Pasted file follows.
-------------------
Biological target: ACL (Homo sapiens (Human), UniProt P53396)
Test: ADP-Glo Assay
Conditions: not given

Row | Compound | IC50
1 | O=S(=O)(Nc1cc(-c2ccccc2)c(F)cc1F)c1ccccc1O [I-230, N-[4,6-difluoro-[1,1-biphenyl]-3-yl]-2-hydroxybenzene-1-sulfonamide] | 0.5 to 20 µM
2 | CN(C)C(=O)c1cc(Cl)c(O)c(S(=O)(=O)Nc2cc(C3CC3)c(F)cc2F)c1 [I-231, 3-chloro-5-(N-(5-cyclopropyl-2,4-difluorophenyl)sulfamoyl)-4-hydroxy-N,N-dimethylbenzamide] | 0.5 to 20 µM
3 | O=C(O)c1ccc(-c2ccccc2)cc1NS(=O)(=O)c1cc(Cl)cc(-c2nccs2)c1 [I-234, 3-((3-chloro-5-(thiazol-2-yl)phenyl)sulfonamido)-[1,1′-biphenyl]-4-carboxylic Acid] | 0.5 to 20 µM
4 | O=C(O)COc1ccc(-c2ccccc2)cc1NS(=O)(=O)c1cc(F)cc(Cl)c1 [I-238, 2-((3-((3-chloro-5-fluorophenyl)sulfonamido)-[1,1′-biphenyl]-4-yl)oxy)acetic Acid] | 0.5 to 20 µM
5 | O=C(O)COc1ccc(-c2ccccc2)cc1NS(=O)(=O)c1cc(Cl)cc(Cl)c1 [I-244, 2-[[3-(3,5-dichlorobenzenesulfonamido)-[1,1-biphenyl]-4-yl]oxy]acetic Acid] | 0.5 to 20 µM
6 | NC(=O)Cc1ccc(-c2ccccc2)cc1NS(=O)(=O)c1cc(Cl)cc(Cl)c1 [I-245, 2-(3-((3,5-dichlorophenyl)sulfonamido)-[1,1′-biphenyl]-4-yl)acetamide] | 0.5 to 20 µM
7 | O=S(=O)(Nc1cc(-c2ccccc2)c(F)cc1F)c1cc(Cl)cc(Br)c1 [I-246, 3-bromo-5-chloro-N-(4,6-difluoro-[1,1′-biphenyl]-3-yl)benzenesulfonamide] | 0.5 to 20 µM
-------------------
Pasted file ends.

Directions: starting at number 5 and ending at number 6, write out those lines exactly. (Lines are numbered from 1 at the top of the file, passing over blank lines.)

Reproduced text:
1 | O=S(=O)(Nc1cc(-c2ccccc2)c(F)cc1F)c1ccccc1O [I-230, N-[4,6-difluoro-[1,1-biphenyl]-3-yl]-2-hydroxybenzene-1-sulfonamide] | 0.5 to 20 µM
2 | CN(C)C(=O)c1cc(Cl)c(O)c(S(=O)(=O)Nc2cc(C3CC3)c(F)cc2F)c1 [I-231, 3-chloro-5-(N-(5-cyclopropyl-2,4-difluorophenyl)sulfamoyl)-4-hydroxy-N,N-dimethylbenzamide] | 0.5 to 20 µM